Uther went on, so the stories, poems and legends say, to keep the tribes united as they fought the Saxons. The stories and legends only tantalise us further when they tell that he was advised throughout his time by a Druid named Merlyn and that it was with Merlyn that he travelled to Ireland to gather the standing stones there known as the ‘Giants Dance.’ Together they transported them back to Stanenges, to form the monument that we now know as Stonehenge.



When the call went out from, Uther joined his brother and then suddenly had to take command when Ambrosious was tragically killed in a battle against the forces of Vortigern.

Uther went on, so the stories, poems and legends say, to keep the tribes united as they fought the Saxons. The stories and legends only tantalise us further when they tell that he was advised throughout his time by a Druid named Merlyn, and that it was with Merlyn that he travelled to Ireland to gather the standing stones that were known there as the ‘Giants Dance.’ Together they transported them back to Stanenges, to form the monument that we now know as Stonehenge.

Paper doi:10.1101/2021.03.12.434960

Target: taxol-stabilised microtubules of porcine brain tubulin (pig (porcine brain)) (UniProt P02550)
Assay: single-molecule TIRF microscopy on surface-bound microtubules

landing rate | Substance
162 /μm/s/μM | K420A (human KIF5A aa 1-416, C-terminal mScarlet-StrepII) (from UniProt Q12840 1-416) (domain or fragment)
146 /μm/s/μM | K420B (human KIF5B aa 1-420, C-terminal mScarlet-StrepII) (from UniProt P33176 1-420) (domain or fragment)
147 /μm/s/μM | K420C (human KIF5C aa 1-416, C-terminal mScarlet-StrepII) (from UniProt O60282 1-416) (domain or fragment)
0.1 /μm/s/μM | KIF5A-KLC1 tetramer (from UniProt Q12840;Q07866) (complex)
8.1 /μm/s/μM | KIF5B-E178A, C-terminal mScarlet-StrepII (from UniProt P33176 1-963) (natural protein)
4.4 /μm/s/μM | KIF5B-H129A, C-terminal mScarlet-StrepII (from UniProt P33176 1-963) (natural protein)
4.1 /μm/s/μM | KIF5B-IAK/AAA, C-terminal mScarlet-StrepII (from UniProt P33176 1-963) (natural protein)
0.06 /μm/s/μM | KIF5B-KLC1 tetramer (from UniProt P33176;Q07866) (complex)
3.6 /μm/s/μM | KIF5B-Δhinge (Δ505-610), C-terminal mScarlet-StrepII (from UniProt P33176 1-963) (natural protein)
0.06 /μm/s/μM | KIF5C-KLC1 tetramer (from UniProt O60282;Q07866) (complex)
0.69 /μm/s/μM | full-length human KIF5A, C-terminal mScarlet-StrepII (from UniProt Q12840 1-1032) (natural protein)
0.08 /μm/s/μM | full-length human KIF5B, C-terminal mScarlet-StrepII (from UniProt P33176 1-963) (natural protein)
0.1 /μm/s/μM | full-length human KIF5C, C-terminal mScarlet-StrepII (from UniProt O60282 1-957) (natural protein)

We are told by Geoffrey of Monmouth that on returning from Ireland Uther attacked his closest ally, Gerlois Duc of Cornwall and stole away with his wife Igraine to father the son who legends tell us was known as Arthur. Yet all of these stories are just the ‘almost-facts’ that come from the poems and stories of the time, because the Dark Ages was the time we know so little about. What little history there really is of this era allows our imagination the license to believe that legends did walk our earth, and because ‘something’ happened way back then, authors will piece these little truths together to tell a tale that ‘could’ have happened.